State v. Mendoza, ___ N.C. App. ___, 794 S.E.2d 828 (Dec. 6, 2016)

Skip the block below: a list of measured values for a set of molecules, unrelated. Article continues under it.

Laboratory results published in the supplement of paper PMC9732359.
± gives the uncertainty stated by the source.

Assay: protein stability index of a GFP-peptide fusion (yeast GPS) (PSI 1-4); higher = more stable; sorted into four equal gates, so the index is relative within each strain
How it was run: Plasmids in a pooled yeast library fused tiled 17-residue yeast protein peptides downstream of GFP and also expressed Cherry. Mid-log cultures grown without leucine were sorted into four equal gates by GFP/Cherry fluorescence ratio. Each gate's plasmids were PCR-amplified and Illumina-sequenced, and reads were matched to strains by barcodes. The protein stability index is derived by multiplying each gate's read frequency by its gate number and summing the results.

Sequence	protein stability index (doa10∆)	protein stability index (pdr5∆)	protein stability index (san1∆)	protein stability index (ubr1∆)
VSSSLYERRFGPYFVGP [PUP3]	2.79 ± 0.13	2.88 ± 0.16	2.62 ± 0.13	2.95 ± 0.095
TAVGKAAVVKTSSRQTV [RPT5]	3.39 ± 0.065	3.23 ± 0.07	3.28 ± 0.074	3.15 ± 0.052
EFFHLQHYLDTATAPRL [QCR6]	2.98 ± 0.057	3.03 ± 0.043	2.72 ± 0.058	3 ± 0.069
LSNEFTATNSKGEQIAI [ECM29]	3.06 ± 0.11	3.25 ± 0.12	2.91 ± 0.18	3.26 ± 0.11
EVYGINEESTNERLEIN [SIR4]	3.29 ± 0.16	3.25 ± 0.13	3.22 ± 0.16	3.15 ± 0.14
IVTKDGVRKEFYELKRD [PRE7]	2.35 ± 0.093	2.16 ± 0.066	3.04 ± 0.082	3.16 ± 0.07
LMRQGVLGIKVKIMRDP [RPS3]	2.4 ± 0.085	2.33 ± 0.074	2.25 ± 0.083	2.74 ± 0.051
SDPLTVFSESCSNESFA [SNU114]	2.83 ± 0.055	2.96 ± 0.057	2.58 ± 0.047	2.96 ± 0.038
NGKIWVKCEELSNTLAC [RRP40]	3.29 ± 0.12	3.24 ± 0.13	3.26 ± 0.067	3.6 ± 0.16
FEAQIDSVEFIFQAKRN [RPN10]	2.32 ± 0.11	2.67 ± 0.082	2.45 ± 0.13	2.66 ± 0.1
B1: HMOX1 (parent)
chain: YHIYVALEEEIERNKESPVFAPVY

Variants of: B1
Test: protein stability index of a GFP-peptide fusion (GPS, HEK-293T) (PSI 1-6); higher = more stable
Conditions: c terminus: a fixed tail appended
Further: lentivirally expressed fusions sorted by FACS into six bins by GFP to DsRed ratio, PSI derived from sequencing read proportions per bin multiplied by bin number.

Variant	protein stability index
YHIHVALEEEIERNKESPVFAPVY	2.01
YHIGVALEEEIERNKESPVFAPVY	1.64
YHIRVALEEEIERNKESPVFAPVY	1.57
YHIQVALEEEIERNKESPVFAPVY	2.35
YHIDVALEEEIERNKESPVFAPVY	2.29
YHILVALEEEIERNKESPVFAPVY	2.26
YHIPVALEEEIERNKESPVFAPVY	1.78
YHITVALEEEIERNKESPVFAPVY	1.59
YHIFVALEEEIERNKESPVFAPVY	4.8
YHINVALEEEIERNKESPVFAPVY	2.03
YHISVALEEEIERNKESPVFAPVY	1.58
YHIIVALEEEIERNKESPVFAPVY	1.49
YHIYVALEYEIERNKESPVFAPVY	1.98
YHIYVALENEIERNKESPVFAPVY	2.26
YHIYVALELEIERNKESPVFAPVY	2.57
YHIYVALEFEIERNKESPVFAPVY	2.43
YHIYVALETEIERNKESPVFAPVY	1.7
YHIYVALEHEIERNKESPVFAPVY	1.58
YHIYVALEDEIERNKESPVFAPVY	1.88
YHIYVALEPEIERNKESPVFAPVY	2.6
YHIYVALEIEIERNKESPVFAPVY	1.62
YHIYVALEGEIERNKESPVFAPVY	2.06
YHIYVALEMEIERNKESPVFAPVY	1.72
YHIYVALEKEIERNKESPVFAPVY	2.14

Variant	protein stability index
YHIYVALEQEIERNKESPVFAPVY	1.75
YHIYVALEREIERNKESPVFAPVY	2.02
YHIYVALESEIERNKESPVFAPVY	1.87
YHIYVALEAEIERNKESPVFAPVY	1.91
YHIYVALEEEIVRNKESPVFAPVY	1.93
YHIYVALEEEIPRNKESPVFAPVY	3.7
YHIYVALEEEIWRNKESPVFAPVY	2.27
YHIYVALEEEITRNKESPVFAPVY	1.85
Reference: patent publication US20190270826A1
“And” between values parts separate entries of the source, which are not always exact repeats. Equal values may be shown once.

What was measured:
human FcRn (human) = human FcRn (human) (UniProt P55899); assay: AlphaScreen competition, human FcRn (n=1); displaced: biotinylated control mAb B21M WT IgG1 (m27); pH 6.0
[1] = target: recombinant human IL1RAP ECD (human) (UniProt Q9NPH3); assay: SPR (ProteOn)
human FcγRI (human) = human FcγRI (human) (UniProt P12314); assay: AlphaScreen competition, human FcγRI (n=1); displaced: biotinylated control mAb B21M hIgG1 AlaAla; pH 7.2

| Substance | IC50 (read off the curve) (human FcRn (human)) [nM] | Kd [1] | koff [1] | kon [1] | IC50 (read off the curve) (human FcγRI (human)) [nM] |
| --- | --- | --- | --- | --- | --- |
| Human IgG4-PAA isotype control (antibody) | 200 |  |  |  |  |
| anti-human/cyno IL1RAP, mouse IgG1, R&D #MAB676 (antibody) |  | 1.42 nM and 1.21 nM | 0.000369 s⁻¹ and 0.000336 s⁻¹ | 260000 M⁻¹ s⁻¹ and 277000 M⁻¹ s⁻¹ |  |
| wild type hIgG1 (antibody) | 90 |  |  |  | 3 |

In this child sexual assault case, the defendant failed to preserve the argument that the trial court committed prejudicial error by allowing the State’s expert witness to testify that she diagnosed the child with PTSD, thus improperly vouching for the witness. At trial, the defendant did not object to the expert’s testimony on the basis that it impermissibly vouched for the child’s credibility or the veracity of the sexual abuse allegations; rather, his objection was grounded on the fact that a licensed clinical social worker is not sufficiently qualified to give an opinion or diagnosis regarding PTSD.